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Sinkholes may provide earthquake insights

A study shows that surface warping could be a sign of active faults deep below.

March 06, 2009|Jia-Rui Chong

A study published Thursday by California researchers provides the clearest picture yet of the subtle, slow-motion warping of the earth's surface that can happen after an earthquake on a buried fault.

The research focused on a magnitude 6.6 earthquake in Iran and details how seismic forces deform the ground. Scientists said it can help us better understand the myriad faults in Southern California.

Thomas Jordan, who directs the Southern California Earthquake Center and was not involved in the study, pointed to last year's Chino Hills earthquake, where the rupture in the earth did not appear on the surface.

"Sometimes what you see at the surface is not the same as below," Jordan said. The sinking noted in the study, he said, "may explain those kinds of discrepancies."

The earthquake that struck Bam, Iran, in 2003 killed about 30,000 people. Eric J. Fielding, a geophysicist at NASA's Jet Propulsion Laboratory who led the study published in the journal Nature, said colleagues went into the area and saw nothing more than minor cracking.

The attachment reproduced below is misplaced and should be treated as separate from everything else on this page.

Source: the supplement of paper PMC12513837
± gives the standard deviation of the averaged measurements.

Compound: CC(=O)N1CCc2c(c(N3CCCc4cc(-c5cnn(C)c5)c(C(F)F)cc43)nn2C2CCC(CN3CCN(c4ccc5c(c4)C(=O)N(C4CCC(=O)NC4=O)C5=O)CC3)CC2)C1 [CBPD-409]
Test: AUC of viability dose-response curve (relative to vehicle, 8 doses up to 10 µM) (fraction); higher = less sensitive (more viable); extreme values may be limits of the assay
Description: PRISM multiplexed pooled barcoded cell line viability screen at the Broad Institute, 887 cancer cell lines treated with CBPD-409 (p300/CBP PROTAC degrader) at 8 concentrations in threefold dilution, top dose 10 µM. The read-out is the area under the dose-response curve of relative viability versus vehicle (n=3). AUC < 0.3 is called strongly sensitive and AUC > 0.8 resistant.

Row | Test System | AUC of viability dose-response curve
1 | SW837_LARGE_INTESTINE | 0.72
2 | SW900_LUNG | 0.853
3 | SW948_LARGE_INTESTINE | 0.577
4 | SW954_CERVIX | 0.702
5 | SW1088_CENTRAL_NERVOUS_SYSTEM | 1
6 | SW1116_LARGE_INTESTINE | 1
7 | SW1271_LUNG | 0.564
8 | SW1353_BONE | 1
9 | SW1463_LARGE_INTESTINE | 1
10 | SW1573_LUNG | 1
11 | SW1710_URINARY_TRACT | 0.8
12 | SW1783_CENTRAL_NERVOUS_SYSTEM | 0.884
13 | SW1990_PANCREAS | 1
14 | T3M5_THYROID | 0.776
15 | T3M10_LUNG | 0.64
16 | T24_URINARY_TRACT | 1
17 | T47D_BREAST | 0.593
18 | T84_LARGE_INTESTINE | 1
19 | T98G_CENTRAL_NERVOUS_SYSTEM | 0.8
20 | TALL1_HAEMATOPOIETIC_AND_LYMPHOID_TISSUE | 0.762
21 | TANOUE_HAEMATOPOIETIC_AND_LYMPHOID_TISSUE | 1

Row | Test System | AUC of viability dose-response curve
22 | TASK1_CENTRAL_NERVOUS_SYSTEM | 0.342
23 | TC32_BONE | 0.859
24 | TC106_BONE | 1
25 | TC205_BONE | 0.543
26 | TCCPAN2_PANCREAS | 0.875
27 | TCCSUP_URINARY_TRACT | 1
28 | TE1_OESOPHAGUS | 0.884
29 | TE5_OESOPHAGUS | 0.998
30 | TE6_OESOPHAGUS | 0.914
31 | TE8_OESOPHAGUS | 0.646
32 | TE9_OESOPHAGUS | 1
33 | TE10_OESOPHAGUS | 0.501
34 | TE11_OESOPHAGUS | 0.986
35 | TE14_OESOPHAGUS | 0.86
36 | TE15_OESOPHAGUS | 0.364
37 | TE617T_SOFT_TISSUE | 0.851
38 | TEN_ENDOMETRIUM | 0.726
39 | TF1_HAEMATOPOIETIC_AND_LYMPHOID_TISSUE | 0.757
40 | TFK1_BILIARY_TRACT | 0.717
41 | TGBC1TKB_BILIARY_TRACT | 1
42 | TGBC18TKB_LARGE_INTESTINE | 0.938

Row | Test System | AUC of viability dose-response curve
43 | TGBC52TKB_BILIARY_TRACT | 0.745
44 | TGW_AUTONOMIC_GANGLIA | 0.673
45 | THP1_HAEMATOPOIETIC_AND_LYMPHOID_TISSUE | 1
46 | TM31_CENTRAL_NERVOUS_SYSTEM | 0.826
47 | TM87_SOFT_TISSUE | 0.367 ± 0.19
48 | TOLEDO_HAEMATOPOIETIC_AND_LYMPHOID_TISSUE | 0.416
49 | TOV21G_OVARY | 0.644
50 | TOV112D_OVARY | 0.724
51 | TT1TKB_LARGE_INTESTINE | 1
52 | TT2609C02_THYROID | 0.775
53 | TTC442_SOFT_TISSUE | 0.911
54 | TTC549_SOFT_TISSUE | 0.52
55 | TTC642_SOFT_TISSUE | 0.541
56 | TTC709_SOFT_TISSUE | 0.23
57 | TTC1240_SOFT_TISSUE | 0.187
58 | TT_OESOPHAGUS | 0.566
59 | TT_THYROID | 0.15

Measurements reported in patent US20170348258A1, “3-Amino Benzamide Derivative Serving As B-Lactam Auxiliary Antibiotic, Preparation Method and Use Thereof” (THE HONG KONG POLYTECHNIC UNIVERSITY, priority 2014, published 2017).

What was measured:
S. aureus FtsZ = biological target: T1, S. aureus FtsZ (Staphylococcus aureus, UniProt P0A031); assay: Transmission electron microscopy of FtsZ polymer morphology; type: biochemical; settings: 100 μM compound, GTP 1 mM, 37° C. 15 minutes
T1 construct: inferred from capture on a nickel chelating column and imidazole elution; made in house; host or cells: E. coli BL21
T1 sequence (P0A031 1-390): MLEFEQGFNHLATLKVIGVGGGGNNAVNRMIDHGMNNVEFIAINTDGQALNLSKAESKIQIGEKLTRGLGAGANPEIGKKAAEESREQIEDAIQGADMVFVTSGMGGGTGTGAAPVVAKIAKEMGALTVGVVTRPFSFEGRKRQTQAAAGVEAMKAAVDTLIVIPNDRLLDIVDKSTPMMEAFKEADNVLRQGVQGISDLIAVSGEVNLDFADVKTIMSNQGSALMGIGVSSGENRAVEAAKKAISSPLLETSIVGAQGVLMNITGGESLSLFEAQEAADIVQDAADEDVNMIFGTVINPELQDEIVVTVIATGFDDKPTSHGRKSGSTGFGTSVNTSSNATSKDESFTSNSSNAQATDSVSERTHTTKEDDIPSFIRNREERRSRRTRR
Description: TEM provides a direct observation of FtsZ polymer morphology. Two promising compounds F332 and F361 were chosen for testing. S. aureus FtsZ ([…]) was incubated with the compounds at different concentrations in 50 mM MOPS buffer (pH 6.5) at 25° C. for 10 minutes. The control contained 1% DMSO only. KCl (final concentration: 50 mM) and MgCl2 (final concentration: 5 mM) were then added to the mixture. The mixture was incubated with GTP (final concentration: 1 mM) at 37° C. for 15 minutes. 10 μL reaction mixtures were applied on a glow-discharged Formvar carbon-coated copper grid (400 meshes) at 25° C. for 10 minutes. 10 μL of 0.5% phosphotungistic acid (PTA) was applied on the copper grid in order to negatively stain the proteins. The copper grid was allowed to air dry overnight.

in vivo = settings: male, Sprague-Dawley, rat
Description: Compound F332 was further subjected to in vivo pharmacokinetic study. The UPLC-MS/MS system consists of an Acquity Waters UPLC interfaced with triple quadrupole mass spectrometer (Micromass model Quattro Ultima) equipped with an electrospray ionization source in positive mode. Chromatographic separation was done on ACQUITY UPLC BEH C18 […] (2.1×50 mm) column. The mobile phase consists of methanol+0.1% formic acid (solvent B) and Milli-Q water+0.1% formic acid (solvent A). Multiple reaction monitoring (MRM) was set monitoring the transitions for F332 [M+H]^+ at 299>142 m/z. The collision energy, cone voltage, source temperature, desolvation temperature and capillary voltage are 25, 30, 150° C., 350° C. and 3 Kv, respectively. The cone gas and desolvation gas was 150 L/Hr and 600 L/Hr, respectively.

They had expected more, he said. How could such a large rupture stay buried?

The scientists started collecting satellite radar images that showed elevation changes on the surface. No satellites from NASA were yet collecting that kind of information, so they used a European Space Agency satellite.

The group collected the images for three and a half years and were able to detect a narrow finger of land about 5 miles long and 1,000 feet wide sinking 1.2 inches. The scar was right above the area where the buried fault slipped about two miles down, Fielding said.

They believe the depression formed because energy unleashed by the fault cracked rocks under the earth's surface. Over time, the weight of rocks above caused the cracked rocks to collapse, he said.

It would be a stretch to think this kind of high-resolution imagery could help us predict earthquakes, said Ken Hudnut, a U.S. Geological Survey geophysicist who was not involved in the study.

But combining information from satellites and GPS monitoring stations on the ground could help identify which buried faults are active, he said.

"In Southern California, we know there are faults that are active down there that have no surficial evidence," he said. "We have to keep chipping away at the problem."


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